Minutes 10.13.05

Minutes 10.13.05

University of Virginia School of  Medicine
Curriculum Committee

Surgery Conference Room, 4:00 p.m.                       

Present (underlined) were: Reid Adams, Gretchen Arnold, Eve BargmannDaniel Becker, Robert BloodgoodGene Corbett, John Gazewood, Jennifer Harvey, Donald Innes (Chair),  Howard Kutchai, Marcus Martin, Chris Peterson, Jerry Short, Bill Wilson,  Anthony DeBenedet, Sixtine ValdelievreDebra Reed (secretary) 

Cells to Society. (Chris Peterson)  Chris Peterson updated the Committee on the Cells to Society Program.

The Program Focuses on and connects the patient to all other aspects of the Foundations of Medicine curriculum.  It is intended to inspire and motivate students to learn the knowledge, skills, and values needed for the practice of scientific clinical medicine.


  • Demonstrate to first year medical students how the care of a patient raises questions across multiple domains in addition to clinical medicine, especially:
  • Biomedical science
  • Society
  • Culture
  • Economics

      Course Objectives:

  • Introduce the UVa SOM “Competencies Required of the Contemporary Physician”
  • Introduce important learning experiences
  • Patient interaction
  • Small group work
  • Case-based study
  • Self-directed learning
  • Self-reflection
  • Consultation with experts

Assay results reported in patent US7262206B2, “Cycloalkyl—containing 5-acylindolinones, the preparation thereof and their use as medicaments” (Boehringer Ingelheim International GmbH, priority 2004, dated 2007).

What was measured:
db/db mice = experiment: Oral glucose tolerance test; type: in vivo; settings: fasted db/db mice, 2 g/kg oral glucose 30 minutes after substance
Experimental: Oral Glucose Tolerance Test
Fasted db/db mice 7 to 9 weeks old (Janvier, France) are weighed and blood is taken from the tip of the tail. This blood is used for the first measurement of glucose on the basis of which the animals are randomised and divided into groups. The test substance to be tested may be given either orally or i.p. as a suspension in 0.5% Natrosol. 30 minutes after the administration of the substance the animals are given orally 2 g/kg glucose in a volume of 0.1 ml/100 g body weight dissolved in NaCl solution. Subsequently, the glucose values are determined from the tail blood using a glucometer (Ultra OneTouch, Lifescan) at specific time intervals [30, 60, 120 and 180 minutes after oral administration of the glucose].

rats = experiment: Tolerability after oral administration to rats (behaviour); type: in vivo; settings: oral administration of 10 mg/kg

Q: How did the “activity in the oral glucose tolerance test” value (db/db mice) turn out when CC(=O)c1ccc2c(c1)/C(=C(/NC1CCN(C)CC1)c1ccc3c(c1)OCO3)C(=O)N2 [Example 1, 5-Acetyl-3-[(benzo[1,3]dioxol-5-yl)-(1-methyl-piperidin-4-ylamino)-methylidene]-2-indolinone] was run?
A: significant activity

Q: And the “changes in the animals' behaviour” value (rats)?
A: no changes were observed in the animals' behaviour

Student Objectives:
After participating, the 1st year medical student will be able to:

  • Explain to peers at least one significant feature of the disease studied in each of several areas: Clinical, “Cells”, “Society”.
  • Explain to peers at least one way in which a clinical feature relates to a “Cells” feature and a “Society” feature.

Cells to Society Schedule August 10-12, 2005




Intro and patient interview
Epidemiology,pathophysiology, and natural history

Field trips
Team learning

Stem Cell lecture
“Ostrich” lecture
Expert panel
Dean’s wrap-up

Resource Fair
Small groups (with pt. interview)
Library intro

Team learning
Small groups


Cells to Society: Evaluation

Both students and faculty were asked to submit course evaluations.   Students were asked  qualitative, experiental, and narrative questions.   Today’s focus is on the student evaluations. 

Students responses:

What grade would you give this course?    


(n = 109)

(n = 128)











3.43 + 0.64

3.54 + 0.53

Was it helpful to start medical school with a broad introduction to a medical topic?

      Yes = 127 (99%)               No = 1 (1%)

Comments included:

  • It helped me ease back into the learning environment, get excited about the future, and introduce me to the resources available to me over the next four years.
  • The course got me thinking about all the different things I would have to master to become a great physician.  I was surprised.  I didn’t think it would have this effect on me.

Was it helpful to start medical school with a broad introduction to a medical topic?

  •  A great way to pull a student into the community of medicine.
  •  It allowed me to see just how many issues one disease can raise in the life of the patient, as well as how many biomedical science issues are brought up.